by George Wolf
If you’re a fan at all of genre films, chances are good Watcher will look plenty familiar. But in her feature debut, writer/director Chloe Okuno wields that familiarity with a cunning that leaves you feeling unnerved in urgent and important ways.
Maika Monroe is sensational as Julia, an actress who has left New York behind to follow husband Francis (Karl Glusman) and begin a new life in Bucharest. With a mother who was Romanian and a fluent grasp on the language, Francis instantly feels at home.
Julia does not, and her feelings of vulnerability are compounded by her trouble communicating, the news reports of a serial killer, her husband’s late nights at the office…and the man in the window across the street (the effortlessly creepy Burn Gorman) who is constantly watching her.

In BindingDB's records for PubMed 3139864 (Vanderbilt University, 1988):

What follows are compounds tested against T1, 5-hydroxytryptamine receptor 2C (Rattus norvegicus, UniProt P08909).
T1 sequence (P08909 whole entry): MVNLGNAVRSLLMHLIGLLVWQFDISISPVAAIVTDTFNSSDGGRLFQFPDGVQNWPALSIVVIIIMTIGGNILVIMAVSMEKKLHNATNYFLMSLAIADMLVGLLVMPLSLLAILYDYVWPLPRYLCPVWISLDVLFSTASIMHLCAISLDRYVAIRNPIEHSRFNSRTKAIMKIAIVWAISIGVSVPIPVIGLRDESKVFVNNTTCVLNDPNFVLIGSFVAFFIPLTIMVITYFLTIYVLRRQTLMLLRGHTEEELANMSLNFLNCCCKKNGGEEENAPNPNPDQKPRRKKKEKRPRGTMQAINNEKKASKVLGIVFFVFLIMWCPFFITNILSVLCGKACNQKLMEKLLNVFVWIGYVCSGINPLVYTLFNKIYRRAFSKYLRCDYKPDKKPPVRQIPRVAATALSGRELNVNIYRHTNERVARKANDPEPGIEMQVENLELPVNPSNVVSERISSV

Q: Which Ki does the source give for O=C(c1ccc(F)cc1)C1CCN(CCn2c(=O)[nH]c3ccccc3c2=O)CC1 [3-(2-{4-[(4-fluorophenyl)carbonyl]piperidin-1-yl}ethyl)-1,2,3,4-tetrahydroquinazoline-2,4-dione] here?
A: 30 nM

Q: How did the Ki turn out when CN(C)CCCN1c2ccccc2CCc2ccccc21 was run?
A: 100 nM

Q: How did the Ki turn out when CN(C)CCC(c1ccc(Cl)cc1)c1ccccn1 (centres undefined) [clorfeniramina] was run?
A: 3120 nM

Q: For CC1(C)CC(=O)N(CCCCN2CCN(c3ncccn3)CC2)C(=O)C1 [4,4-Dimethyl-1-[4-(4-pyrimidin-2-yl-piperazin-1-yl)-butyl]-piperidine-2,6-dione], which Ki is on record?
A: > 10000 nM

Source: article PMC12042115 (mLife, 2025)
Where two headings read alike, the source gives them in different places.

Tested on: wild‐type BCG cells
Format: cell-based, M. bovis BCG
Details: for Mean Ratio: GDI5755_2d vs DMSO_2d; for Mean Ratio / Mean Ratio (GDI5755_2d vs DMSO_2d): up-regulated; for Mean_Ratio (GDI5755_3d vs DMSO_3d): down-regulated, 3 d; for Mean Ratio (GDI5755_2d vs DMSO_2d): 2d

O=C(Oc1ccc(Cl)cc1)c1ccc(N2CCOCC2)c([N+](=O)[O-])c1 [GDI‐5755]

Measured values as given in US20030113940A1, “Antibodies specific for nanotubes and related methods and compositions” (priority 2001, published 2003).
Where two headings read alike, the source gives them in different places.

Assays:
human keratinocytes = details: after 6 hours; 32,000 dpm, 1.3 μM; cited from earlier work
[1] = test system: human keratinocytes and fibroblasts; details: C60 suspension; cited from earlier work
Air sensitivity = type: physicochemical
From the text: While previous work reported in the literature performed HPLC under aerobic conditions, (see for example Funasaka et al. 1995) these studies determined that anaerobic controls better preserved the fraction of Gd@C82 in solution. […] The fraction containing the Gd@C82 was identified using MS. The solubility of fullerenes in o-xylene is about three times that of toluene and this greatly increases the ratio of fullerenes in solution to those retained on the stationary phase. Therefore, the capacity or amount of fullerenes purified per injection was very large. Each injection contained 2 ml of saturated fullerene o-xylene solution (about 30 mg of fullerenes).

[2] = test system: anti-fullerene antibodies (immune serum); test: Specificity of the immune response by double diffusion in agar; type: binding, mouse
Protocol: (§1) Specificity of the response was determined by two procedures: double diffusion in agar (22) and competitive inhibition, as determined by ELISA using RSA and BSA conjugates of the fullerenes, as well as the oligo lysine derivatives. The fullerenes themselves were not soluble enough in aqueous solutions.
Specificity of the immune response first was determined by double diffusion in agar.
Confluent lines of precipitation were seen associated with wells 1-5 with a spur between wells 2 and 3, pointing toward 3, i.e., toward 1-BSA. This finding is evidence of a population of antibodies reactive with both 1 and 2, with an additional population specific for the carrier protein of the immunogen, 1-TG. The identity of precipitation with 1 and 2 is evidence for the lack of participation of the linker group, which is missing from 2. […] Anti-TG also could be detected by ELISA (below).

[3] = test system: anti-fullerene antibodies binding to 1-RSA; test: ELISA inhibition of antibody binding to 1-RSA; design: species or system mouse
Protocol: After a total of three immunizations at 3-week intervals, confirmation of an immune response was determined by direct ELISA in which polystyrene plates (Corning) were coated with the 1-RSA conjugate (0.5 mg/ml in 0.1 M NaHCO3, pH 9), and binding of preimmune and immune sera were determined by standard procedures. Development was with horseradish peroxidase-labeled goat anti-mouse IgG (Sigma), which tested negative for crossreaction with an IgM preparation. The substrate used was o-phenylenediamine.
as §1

And as soon as Julia makes accusations, the games begin.
Is the watcher really a threat? Is he stalking Julia, or is she the one who’s following him?
None of these beats are new, and as events escalate, others are pretty clearly telegraphed. But it’s the way Okuno (who helmed the impressive “Storm Drain” segment from V/H/S /94) slowly twists the gaslighting knife that makes the film’s hair-raising chills resonate.
She finds a perfect conduit in Monroe, who emits an effectively fragile resolve. The absence of subtitles helps us relate to Julia immediately, and Monroe never squanders that sympathy, grounding the film at even the most questionably formulaic moments.
Even as Julia pleads to be believed, the mounting indignities create a subtle yet unmistakable nod to a culture that expects women to ignore their better judgment for the sake of being polite.
And from the friendly bystander who jokes about the creeper’s “crush” to Francis’s weak-willed humoring, Okuno envelopes Julia in male gazes that carry threats of varying degrees, all building to a bloody and damn satisfying crescendo.